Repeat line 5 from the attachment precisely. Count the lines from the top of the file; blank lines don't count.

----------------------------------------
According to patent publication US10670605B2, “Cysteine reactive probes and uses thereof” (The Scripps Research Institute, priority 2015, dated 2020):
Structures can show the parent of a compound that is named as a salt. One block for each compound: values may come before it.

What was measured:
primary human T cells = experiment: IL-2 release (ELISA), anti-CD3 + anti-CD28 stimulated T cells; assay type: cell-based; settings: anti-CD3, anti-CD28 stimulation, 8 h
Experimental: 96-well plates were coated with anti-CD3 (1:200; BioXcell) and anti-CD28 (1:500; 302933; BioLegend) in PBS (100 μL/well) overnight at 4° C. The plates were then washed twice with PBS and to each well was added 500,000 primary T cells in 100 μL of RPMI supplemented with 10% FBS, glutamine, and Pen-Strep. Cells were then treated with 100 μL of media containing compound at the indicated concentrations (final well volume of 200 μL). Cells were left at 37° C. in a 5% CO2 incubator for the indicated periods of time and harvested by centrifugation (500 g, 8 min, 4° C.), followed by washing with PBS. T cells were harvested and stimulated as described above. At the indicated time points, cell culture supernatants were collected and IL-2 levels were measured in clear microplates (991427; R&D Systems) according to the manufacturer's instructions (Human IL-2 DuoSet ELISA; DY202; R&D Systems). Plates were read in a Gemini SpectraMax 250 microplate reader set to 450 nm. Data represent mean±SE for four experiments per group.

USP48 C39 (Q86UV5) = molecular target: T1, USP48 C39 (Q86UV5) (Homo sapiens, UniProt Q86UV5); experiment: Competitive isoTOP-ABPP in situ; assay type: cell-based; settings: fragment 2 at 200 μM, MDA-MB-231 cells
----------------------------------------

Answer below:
Experimental: 96-well plates were coated with anti-CD3 (1:200; BioXcell) and anti-CD28 (1:500; 302933; BioLegend) in PBS (100 μL/well) overnight at 4° C. The plates were then washed twice with PBS and to each well was added 500,000 primary T cells in 100 μL of RPMI supplemented with 10% FBS, glutamine, and Pen-Strep. Cells were then treated with 100 μL of media containing compound at the indicated concentrations (final well volume of 200 μL). Cells were left at 37° C. in a 5% CO2 incubator for the indicated periods of time and harvested by centrifugation (500 g, 8 min, 4° C.), followed by washing with PBS. T cells were harvested and stimulated as described above. At the indicated time points, cell culture supernatants were collected and IL-2 levels were measured in clear microplates (991427; R&D Systems) according to the manufacturer's instructions (Human IL-2 DuoSet ELISA; DY202; R&D Systems). Plates were read in a Gemini SpectraMax 250 microplate reader set to 450 nm. Data represent mean±SE for four experiments per group.